Osteoporosis is a silent disease-By Dr Harold Gunatillake

Your bones in the body,especially those that are weight bearing such as the spine, and hips should be strong to carry out everyday functions. When you are young, they are strong, engaging in activities such as sports and being active, keeps the bones strong.

Age being a risk factor, leading a less active life, and especially among women when they reach their menopause with low sex hormone, tend to soften their bones being more porous and the density and the quality of the bones weaken and become more fragile due to accelerated bone loss, that occurs after menopause.

This condition is called osteoporosis of the bones which is a silent process without early warning symptoms. In the US. there are over 10 million suffering from osteoporosis and another 44 million suffering from low  bone mass called osteopenia, according to the National
Osteoporosis Foundation.

Our bones are constantly changing, developing and strengthening and are most dense, in our twenties. As we age some of the mineral contents gets depleted and the bone cells begin to dissolve the matrix of the bone, called resorption while new bone cells are formed to
replace them. This process is called remodelling.

In youth there is a balance between resorption and bone formation, but with age the bones become porous, brittle and prone to fractures.

Asians, including Sri Lankan men and women being of smaller stature and leading sedentary lives have a very high incidence of hip fractures-meaning fractures of the neck of the femurs with the slightest fall. They also have less bone to lose than people with larger frames and more body weight.

Also common among Asians including Sri Lankans, are the spine and wrist fractures.

We are born with about 300 soft bones and with age the cartilage attached to them gets replaced by hard bone. Some of these bones later fuse together, so that an adult skeleton has 206 bones.

The structure of our bones consists of a hard-outer layer  called the cortical which is strong and tough, and an inner spongy layer called the cancellous bone.

Bone forming cells are called osteoblasts and the bone resorbing cells are called osteoclasts. Osteoblasts seem to work most efficiently to form bone around the age 30 for both sexes. When you are about 35 years bones breakdown faster than new ones being replaced. In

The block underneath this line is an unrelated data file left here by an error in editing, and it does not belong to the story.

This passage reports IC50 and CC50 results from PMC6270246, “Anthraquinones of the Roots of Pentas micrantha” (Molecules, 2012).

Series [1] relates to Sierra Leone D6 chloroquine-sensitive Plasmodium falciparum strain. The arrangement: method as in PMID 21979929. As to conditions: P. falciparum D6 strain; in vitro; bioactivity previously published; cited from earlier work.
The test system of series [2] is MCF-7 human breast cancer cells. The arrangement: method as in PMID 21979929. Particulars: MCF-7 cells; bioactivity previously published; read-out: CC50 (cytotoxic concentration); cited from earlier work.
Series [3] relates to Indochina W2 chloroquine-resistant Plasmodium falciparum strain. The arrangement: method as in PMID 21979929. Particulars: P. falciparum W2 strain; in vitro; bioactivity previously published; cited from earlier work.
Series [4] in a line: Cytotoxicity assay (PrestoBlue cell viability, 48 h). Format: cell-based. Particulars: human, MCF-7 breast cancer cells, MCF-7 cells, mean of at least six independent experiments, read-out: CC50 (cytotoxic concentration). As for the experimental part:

short, osteoclastic activity takes over from the efficient osteoblastic activity, causing a gradual loss of bone mass.

Women seems to undergo more rapid osteoclastic activity -that is bone loss in the first few years after menopause, as less oestrogen is secreted in the ovaries that enhances the bone formation.

Nutrition-wise, low calcium intake and low vitamin D levels in the body can lead to bone loss. Vitamin D helps to absorb calcium from your food and participate in the structure of the bone.

To prevent osteoporosis, you need to consume adequate amounts of food rich in calcium and vitamin D throughout life.Foods such as seeds, cheese, yogurt, sardines and canned Salmon, beans lentils, leafy veggies provide enough calcium and vitamin D.

You could boost your increase of vitamin D levels by spending time in the sun, consuming fatty fish and seafood, eating more mushrooms, egg yolk and supplements.

There are certain dietetic risk factors to think of, if you have osteoporosis. Eating salty foods, drinking too much soda, and spending most of your time indoors are among habits that should be avoided. A healthy diet as described earlier with exercise, among other things, can
help to prevent the risk of osteoporosis.

Daily exercise is important to keep your bones strong. Walking 10,000 steps a day would be enough. For some regular workouts that include weight-bearing aerobic activity and strength training in a Gym workout is recommended.

There are certain drugs usage long term can lead to osteoporotic bones, such as corticosteroids. Heparin, blood thinners, antidepressants, aromatic inhibitors used to treat breast cancer.

Alcohol abuse and smoking are also cause for osteoporosis. You could get osteoporosis of the bones, after being bedridden for a few weeks after any debilitating illness

There are no symptoms during the early stages of osteoporosis. Loss of height and a curve in the upper back may be early signs.

Your doctor will do a bone mineral density test (BMD) if he suspects you have osteoporosis. The test uses special X-ray machine to measure the mineral content at three different bone sites.

This test is recommended to women over the age of 50
years. The drug of choice for osteoporosis is Bisphosphonates.The others include alendronate (Fosamax), risedronate (Actonel) and ibandronate (Boniva). Studies have shown that alendronate can reduce the risk of spine and hip fractures by up to 50%.

For advanced osteoporosis your doctor may prescribe injections, includes teriparatide (Forteo), abaloparatide
(Tymlos) and romosozumab (Evinity). In addition to above medication you may have to take 1,200 milligrams of calcium per day from food or supplements.

Being active, and participating in sport activities during you school days, exercising daily and eating the right foods will prevent this disabling disease.
Ref: Article by Carl Nierenberg -Live Science Contributor

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